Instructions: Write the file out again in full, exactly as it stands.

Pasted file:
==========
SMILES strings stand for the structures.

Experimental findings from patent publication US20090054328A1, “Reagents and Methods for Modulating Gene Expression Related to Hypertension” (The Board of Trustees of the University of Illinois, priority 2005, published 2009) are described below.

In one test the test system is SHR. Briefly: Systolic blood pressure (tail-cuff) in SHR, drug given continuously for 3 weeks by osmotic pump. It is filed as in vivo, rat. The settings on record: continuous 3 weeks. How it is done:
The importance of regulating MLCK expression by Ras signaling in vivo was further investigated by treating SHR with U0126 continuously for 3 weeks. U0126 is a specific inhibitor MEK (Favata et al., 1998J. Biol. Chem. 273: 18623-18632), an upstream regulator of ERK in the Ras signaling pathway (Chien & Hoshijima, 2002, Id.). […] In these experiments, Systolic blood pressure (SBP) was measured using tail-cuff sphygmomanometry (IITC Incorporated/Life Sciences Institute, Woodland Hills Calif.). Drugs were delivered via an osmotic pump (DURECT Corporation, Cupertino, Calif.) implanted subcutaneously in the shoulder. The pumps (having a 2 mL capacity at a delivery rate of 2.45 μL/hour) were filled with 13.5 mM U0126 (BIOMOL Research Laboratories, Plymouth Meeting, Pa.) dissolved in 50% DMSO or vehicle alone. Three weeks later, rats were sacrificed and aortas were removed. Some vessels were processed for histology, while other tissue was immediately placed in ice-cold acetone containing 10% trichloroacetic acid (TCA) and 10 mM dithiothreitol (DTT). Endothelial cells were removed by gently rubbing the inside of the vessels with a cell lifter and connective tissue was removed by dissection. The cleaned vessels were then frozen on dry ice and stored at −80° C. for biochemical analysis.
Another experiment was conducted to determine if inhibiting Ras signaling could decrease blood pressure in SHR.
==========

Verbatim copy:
SMILES strings stand for the structures.

Experimental findings from patent publication US20090054328A1, “Reagents and Methods for Modulating Gene Expression Related to Hypertension” (The Board of Trustees of the University of Illinois, priority 2005, published 2009) are described below.

In one test the test system is SHR. Briefly: Systolic blood pressure (tail-cuff) in SHR, drug given continuously for 3 weeks by osmotic pump. It is filed as in vivo, rat. The settings on record: continuous 3 weeks. How it is done:
The importance of regulating MLCK expression by Ras signaling in vivo was further investigated by treating SHR with U0126 continuously for 3 weeks. U0126 is a specific inhibitor MEK (Favata et al., 1998J. Biol. Chem. 273: 18623-18632), an upstream regulator of ERK in the Ras signaling pathway (Chien & Hoshijima, 2002, Id.). […] In these experiments, Systolic blood pressure (SBP) was measured using tail-cuff sphygmomanometry (IITC Incorporated/Life Sciences Institute, Woodland Hills Calif.). Drugs were delivered via an osmotic pump (DURECT Corporation, Cupertino, Calif.) implanted subcutaneously in the shoulder. The pumps (having a 2 mL capacity at a delivery rate of 2.45 μL/hour) were filled with 13.5 mM U0126 (BIOMOL Research Laboratories, Plymouth Meeting, Pa.) dissolved in 50% DMSO or vehicle alone. Three weeks later, rats were sacrificed and aortas were removed. Some vessels were processed for histology, while other tissue was immediately placed in ice-cold acetone containing 10% trichloroacetic acid (TCA) and 10 mM dithiothreitol (DTT). Endothelial cells were removed by gently rubbing the inside of the vessels with a cell lifter and connective tissue was removed by dissection. The cleaned vessels were then frozen on dry ice and stored at −80° C. for biochemical analysis.
Another experiment was conducted to determine if inhibiting Ras signaling could decrease blood pressure in SHR.